A breakdown of the responses by the religious identification of respondents (based on their own self-definition) revealed the picture that one would expect. Support for Women of the Wall was high among self-defined secular Israeli Jews (63.5%) and among non-religious traditional Jews (53%) and was much lower among traditional-religious Jews (26%), religious Jews (27.5%), and Haredi Jews (0%):

Figure 1
Support for Women of the Wall by Religious Identification (%)

E1

A breakdown by sex revealed the somewhat puzzling finding that support for Women of the Wall was slightly higher among Israeli Jewish men (51.5%) than among women (46%).


Figure 2
Support for Women of the Wall by Sex (%)

E2

A breakdown by level of education indicated a disparity between respondents who have earned a university degree, of whom 57% support the right of the Women of the Wall to pray while wearing a prayer shawl and phylacteries, and respondents with lower levels of education. Among the latter group, support was 41% among respondents with some post-secondary education, 40% among high school graduates, and 41% among respondents with elementary school education and less.

Figure 3
Support for the Women of the Wall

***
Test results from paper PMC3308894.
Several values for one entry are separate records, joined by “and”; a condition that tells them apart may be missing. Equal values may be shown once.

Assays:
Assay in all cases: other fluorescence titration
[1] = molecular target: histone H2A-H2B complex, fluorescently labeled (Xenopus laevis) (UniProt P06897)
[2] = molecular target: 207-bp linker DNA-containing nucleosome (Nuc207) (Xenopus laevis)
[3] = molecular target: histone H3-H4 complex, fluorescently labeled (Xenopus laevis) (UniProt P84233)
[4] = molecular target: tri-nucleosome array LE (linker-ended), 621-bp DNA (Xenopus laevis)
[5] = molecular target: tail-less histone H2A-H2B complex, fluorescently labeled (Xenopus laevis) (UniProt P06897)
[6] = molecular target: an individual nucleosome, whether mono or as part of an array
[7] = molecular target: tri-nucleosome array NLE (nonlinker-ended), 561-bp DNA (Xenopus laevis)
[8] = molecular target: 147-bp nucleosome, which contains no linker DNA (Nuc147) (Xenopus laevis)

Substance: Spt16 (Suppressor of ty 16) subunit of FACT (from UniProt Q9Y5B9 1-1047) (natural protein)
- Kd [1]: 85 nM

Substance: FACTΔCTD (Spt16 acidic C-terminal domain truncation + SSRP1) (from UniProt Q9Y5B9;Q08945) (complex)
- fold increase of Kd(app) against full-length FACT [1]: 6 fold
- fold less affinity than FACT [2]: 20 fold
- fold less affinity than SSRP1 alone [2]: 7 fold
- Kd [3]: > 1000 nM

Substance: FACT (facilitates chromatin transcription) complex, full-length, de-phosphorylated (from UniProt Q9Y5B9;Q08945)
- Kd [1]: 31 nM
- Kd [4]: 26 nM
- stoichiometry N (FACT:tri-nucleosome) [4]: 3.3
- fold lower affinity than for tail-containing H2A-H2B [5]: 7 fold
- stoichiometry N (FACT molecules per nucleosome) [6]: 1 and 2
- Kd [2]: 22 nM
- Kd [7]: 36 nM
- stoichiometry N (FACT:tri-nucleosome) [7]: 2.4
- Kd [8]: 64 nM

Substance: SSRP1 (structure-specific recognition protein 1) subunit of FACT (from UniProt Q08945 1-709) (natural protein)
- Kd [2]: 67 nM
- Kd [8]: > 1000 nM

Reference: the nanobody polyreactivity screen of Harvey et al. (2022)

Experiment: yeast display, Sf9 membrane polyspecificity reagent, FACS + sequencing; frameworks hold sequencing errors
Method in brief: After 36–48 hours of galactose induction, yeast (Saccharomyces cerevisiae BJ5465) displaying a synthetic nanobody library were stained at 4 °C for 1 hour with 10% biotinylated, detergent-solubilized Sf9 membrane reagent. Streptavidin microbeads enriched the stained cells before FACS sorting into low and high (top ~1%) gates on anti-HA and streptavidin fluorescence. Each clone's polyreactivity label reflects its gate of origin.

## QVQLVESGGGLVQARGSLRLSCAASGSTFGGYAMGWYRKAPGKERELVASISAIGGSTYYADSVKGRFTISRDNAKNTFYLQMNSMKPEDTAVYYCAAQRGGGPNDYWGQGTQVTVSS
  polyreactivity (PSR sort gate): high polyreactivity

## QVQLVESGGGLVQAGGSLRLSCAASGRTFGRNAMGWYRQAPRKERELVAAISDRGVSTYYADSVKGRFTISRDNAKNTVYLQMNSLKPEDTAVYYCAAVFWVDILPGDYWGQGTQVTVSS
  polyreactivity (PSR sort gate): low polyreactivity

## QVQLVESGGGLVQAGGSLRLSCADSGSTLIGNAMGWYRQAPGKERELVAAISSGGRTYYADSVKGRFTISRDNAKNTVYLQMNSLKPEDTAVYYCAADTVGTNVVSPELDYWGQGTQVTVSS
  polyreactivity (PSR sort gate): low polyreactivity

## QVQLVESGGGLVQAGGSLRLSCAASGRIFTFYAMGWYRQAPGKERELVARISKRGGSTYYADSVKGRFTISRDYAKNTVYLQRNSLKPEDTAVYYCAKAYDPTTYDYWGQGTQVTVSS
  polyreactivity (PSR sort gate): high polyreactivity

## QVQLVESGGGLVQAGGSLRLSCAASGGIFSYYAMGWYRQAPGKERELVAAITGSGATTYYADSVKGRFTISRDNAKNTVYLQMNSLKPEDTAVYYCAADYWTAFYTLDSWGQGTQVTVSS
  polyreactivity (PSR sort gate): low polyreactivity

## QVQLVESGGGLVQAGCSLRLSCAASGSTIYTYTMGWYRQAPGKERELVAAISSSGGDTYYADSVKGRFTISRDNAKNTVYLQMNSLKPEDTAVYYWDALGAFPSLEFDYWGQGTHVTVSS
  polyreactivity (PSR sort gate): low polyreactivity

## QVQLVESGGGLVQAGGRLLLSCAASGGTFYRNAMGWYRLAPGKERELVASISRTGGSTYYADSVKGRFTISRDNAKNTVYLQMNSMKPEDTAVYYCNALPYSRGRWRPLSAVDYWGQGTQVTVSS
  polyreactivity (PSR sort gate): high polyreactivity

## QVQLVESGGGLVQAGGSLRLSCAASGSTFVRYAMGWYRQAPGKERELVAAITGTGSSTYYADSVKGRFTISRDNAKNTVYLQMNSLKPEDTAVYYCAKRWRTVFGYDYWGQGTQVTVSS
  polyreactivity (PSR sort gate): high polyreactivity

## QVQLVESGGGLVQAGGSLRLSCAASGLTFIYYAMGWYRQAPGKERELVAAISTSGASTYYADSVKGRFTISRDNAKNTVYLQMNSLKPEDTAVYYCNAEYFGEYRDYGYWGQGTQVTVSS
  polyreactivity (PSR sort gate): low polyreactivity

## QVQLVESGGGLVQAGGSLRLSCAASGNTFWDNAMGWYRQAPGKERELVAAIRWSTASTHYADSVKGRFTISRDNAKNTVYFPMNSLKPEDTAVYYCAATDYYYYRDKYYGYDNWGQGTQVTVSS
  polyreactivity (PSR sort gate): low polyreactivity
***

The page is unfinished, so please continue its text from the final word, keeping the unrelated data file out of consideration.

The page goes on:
By Education (%)

E3

A breakdown of respondents by ethnic origins reveled a strong, significant difference between the support of Israelis with European and American origins—both Israelis who were born there themselves and Israelis whose parents were born there—and Israelis with other origins.  Support for the Women of the Wall is highest among Israelis born in America or Europe (77%), followed by Israelis whose parents were born in America or Europe (61%), Israelis whose parents were born in Israel (46%), Israeli whose parents were born in Asia or Africa (43%), Israelis who were born in the former Soviet Union (38%), and Israeli who were born in Asia or Africa (33%). It is interesting to note that Israelis born in the former Soviet Union are actually more similar to Israelis of Asian-African origins than to Israelis of European-American origins when it comes to support for this issue.